Cameroon’s health expenditure per capita is relatively high compared to other Sub-Saharan African countries. However, Cameroon has only experienced some slight improvements in maternal and child health outcomes since 1990: Infant mortality decreased from 84 to 64 deaths per 1,000 live births; under-five mortality declined from 135 to 95 deaths per 1,000 live births (UNICEF, 2012); and, maternal mortality was reduced from 720 to 590 deaths per 100,000 live births (Countdown, 2015).
Cameroonians themselves shoulder the majority of the financial burden related to health care, with more than half of total health expenditure coming from out-of-pocket expenditures. This situation exacerbates economic disparities as well as constrains equitable and sustainable reproductive, maternal, newborn, child, and adolescent health (RMNCAH) progress. For instance, in 2012, only 19 percent of women among the poorest 20 percent delivered with the assistance of a skilled provider compared to 97 percent among the richest 20 percent (UNICEF, 2012). Such inequities are further compounded by a geographic concentration of poor Cameroonians in North and Far North Regions (World Bank, 2015).
The government is using its health sector strategy committee as the country platform for the GFF. The two technical working groups are focusing on the development of the Investment Case and on the preparation of the health financing strategy. In addition to these structures, the government has taken a very inclusive approach to the process, with the initial launch attracting 200 people from civil society organizations, the private sector, and development partners, as well as government.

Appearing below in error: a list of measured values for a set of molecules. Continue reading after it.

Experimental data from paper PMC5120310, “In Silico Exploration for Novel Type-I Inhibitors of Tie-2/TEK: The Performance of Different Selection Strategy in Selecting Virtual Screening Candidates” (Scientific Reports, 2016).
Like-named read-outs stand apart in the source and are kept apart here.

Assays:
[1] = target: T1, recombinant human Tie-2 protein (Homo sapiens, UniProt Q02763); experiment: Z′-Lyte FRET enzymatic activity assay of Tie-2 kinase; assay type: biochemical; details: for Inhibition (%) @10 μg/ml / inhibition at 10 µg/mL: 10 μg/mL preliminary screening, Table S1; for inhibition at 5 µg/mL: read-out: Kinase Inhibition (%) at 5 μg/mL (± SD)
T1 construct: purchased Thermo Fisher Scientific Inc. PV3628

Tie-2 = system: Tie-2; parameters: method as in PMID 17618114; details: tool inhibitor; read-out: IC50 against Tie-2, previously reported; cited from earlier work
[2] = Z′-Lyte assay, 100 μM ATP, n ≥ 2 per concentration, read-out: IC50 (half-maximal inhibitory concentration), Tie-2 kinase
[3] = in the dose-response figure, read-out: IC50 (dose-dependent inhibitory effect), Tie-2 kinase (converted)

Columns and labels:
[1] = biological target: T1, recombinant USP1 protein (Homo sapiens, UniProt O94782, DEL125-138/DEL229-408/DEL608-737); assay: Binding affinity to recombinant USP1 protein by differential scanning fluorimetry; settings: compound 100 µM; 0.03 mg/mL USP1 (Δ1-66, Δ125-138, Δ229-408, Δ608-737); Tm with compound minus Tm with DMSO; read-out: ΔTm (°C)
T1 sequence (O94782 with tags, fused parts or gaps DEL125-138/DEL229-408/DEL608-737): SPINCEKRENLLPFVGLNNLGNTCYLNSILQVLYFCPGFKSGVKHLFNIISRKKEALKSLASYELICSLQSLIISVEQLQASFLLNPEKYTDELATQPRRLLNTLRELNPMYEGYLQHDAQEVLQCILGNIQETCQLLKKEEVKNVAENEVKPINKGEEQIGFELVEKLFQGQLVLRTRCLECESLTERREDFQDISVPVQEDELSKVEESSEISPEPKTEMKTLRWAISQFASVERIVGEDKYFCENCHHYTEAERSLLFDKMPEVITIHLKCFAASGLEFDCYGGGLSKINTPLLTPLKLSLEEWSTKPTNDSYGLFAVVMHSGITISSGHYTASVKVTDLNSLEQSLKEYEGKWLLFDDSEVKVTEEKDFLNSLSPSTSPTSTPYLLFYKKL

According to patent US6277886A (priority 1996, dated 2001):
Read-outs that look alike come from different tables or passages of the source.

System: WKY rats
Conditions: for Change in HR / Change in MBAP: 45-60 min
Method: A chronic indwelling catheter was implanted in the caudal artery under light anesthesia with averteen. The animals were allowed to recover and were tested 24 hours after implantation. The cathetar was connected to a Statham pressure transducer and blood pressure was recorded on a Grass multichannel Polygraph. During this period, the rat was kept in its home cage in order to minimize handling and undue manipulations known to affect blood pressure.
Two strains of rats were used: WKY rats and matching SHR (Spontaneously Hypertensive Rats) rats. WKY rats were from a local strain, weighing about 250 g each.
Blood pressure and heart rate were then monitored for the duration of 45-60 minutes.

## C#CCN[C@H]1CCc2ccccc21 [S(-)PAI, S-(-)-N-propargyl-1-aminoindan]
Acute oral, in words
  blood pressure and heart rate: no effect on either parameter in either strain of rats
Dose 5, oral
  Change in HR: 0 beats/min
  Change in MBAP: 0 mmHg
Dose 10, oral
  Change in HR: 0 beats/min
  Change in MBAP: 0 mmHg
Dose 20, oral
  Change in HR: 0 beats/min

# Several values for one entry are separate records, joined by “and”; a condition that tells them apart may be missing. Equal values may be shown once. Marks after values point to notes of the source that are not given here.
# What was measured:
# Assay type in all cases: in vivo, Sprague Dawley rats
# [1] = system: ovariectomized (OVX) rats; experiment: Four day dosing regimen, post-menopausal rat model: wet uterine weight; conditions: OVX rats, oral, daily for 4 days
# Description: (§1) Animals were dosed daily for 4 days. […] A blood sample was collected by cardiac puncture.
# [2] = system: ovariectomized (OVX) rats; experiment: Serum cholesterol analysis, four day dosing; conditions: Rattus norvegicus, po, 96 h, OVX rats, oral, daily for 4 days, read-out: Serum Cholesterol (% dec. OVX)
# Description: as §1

The Investment Case has focused on identifying in an evidence-based manner the areas where progress has lagged and the constraints to achieving RMNCAH results. It is centered on several broad areas, particularly maternal, neonatal, and adolescent health and nutrition. It is focusing particularly on four regions with the worst RMNCAH performance (three regions in the North, and the East). The Investment Case is being developed to address crosscutting health systems challenges and catalyze improvements in the quality of care, medical drugs and commodity supply chains, and health information systems, including civil registration and vital statistics systems. The Investment Case will also include innovative high impact interventions, such as (1) a development impact bond to attract private financing to make increased resources available immediately to scale up Kangaroo Mother Care; (2) cash transfers to support adolescent girls; (3) results-based financing to enhance girls’ education; and 4) initiatives focused on strengthening community health structures.
All of the major financiers of the national RMNCAH response in Cameroon have been involved in the process of developing the Investment Case. The process of identifying commitments to financing the Investment Case—including from the national government—is expected to take some additional time after the completion of the technical work on the Investment Case. Many of the main financiers in Cameroon, including Gavi, the Vaccine Alliance, the Global Fund to Fight AIDS, Tuberculosis and Malaria, the United Nations Population Fund (UNFPA), the United Nations Children’s Fund (UNICEF), the World Bank, with resources from both the International Development Association (IDA) and the GFF Trust Fund, and the governments of France and Germany have either committed to aligning their financing in support of the Investment Case, or to actively consider doing so. To support this alignment, a resource mapping exercise is being carried out, with the support of the RMNCH Trust Fund.
Health financing strategy
The government will also lead the development of a health financing strategy. The country has not previously had a health financing strategy, so the initial step is conducting analytical work to ensure an evidence-based process.